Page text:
André Hintermann: "Mid to late 1840s" this was very early in the US Railroad history.
Tim Starr: That is true. The earliest record I can find of a roundhouse in this country is 1840. The Erie was one of the first "long" railroads, spanning most of New York State, so it needed more than a few locomotives (even though it wasn't completed to Dunkirk until 1851). Two early roundhouses were built at Piermont by the Erie on the Hudson River, perhaps in 1840. My best guess is that the B&O had the very first roundhouse at the St. Clare shops in Baltimore.
Stephen McKenna: The current "roundhouse" at St. Clare was a carshop. Engine's is torn down. [That would explain why I could not reconcile the photo with a satellite image.]

They did salvage the turntable.
Alexander Tang, Apr 2018

I noticed in the background of the above photo that they seem to have several passenger cars parked there as well.

Port Jervis must be the end of a commuter line and that is a small coach yard.
Mnrr.6131, Nov 2021

Most of the railyard is now trees. The full-circle roundhouse doesn't show up in any of the topo maps I looked at. That is strange.
1942 Port Jervis North Quadrangle @ 1:24,000

Normally, I would skip a photo of a commuter train, especially on the East Coast. But then I realized that these would be the coaches parked in Port Jervis.
Roger Riblett shared a River Rail Photo post
Ripping Through Rutherford. NJ TRANSIT Train 51 is really moving on Friday, January 7, 2022 as it passes through the Rutherford Station on the way to to MTA Metro-North Railroad's Port Jervis Station with GP40PH-2 4109 (CNJ Heritage) leading without stopping. In the background, the Freedom Tower rises from the skyline of New York, New York. The first significant snowfall of the year in the area occurred earlier in the day, and subfreezing temperatures have kept it in place except where the parking lot was plowed for commuters.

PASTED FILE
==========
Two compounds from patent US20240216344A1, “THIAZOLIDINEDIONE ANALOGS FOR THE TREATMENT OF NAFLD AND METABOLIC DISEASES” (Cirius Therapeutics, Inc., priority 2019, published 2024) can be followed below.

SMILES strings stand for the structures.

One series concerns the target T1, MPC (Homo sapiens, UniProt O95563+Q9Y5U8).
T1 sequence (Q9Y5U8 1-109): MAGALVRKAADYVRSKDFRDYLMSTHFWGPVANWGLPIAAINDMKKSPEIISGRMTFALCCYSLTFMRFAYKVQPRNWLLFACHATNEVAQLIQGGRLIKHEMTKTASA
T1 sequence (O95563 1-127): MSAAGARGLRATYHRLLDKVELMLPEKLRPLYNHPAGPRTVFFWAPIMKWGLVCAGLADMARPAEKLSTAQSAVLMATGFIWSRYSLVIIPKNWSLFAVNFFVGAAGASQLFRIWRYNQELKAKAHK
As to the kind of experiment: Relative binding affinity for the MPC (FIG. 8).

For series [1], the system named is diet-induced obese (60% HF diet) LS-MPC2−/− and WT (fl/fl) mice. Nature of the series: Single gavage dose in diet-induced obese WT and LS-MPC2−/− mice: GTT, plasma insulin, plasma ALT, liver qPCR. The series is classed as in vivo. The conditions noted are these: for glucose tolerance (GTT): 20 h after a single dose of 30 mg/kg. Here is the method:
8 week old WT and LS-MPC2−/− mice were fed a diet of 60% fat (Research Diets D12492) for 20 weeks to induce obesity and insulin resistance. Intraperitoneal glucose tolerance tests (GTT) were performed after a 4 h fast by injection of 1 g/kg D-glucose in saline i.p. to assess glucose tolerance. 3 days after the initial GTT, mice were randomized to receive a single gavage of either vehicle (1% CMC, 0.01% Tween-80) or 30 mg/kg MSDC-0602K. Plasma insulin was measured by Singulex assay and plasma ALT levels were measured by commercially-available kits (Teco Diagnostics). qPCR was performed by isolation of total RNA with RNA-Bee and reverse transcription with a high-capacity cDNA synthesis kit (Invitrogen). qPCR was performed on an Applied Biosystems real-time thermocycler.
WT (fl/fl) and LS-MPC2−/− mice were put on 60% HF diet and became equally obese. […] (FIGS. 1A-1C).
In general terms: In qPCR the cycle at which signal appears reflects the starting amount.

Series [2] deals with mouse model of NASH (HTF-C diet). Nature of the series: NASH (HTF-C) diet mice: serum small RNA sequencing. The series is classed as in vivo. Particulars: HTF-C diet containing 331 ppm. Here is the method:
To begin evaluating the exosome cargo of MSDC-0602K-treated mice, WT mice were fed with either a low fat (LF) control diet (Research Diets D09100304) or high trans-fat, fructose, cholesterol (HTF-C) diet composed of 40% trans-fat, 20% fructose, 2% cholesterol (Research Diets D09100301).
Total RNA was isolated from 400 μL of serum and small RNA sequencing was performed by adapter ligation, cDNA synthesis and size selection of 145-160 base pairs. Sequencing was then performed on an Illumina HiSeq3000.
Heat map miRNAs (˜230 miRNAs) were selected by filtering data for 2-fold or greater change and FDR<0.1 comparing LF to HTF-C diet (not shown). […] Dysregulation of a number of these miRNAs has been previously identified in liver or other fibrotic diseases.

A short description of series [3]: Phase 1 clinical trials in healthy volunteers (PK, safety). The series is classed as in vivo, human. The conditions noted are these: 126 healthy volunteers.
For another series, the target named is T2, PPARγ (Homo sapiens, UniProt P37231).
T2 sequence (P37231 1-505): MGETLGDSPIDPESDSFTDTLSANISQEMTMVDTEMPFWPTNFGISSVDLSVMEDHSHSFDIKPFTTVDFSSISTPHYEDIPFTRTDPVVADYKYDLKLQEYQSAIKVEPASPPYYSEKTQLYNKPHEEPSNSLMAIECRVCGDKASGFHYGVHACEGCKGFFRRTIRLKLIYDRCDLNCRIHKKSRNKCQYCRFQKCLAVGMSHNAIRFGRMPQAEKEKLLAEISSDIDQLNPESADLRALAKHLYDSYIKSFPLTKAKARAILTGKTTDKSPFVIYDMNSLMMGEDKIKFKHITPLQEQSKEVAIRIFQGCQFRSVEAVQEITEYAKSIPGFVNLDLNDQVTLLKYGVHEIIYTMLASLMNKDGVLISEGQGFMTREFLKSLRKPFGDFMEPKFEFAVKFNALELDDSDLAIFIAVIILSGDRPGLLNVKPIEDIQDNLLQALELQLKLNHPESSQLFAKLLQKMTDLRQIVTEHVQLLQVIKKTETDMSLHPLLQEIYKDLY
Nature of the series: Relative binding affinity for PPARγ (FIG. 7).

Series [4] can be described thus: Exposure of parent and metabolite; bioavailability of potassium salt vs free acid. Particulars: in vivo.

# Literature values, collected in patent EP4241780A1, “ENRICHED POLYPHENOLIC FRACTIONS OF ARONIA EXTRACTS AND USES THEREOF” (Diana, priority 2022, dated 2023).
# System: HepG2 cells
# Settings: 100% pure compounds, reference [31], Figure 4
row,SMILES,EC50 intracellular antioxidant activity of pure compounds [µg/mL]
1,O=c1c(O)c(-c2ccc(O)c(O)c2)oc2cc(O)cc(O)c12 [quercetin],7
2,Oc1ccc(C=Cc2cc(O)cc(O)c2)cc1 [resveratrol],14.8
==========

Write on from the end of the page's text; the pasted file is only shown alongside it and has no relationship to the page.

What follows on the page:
Full resolution: [supports purchase of prints]

Sunday, January 16, 2022

Dunkirk, NY: Dunkirk Specialty Steel


"The Dunkirk facility produces finished bar, rod and wire products in a wide variety of specialty steel grades sold to service centers, forgers and original equipment manufacturers. The products are produced from semi-finished long products supplied from the Bridgeville and North Jackson facilities." [UnivStainless]

Dunkirk Specialty Steel via ObserverToday
Mar 2019: "Dunkirk Specialty Steel LLC, a leading U.S. manufacturer of semi-finished and finished specialty steel products, unveiled several state-of-the-art upgrades and modernization efforts at its Dunkirk facility. These renovations are the result of a $10 million capital investment from parent company Universal Stainless and Alloy Products, Inc., and collaborative efforts by the County of Chautauqua Industrial Development Agency, City of Dunkirk Department of Development, and NYS Empire State Development."
The equipment comes from Germany and Japan.

Charlie Gimbra posted five photos with the comment: "AL-Tech / Dunkirk Specialty Steel"



[A cobble]


Saturday, January 15, 2022

Hamilton, ON: Heddle Shipyard


This is the headquarters of the Heddle Shipyards Co.

For over three decades, Heddle Shipyards’ floating dry docks and production facilities have dominated the waterfront at Pier 14 in Hamilton Harbor. The birthplace of Heddle Shipyards, Pier 14 is home to our corporate headquarters, our project management and engineering offices, three floating dry docks and our fabrication and machine shops.  Located in the heart of the Great Lakes and Ontario’s industrial core, Hamilton Harbour’s strategic location has been a driver in our company’s success.
Floating Dry Dock HM1250’ x 68’ x 18’ over sill @ 3,000 – ton capacity
Floating Dry Dock HM2325’ x 93’ x 23’ over sill @ 6,000 – ton capacity
Combined Capacity9,000 ton
Floating Dry Dock Breton Dock142’ x 64’ x 18’ over sill @ 1,000 – ton capacity
Fabrication and Machine Shops30,000 ft2, 2 x 10 Ton Overhead Crane Capacity
Berthage2,100 ft

Heddle Shipyards posted
Heddle Shipyards is fully booked for the 2022 winter works season. More than 14 dry dockings and alongside refit projects across our Hamilton, St. Catharine’s and Thunder Bay shipyards will support hundreds of jobs across Ontario.
[They chose a photo of their Hamilton yard for this post.]

Dec 15, 2020: Heddle Shipyards posted
Only half way through December and winter works have already begun.  The @coastguardcan Ile St. Ours, @mckeil_marine Wyatt M and the @heddleshipyards Kingfish all up on the blocks in steeltown.

Jul 8, 2020: Heddle Shipyards posted, cropped
Offshore dry docking of the @coastguardcan Martha L Black yesterday in @hopaports Hamilton Harbour.
Bill Flynn: What's the cycle time to lower and lift the drydock?
Mike Hall: Bill Flynn if I remember correctly it’s around 1.5 hours down maybe less, up is slower 2-3 it’s more about position on the blocks and lining the load up so it doesn’t tip or roll. It’s been a while since I worked there but I think my times are close.
[I presume that the ship will now be moved to one of their wharfs for repairs. Once the drydock is raised, a wharf would not need much draft to accommodate a raised dry dock.]

Screenshot @ 0:25 of 2:25

Screenshot @ 0:28 of 2:25

Screenshot @ 0:34 of 2:25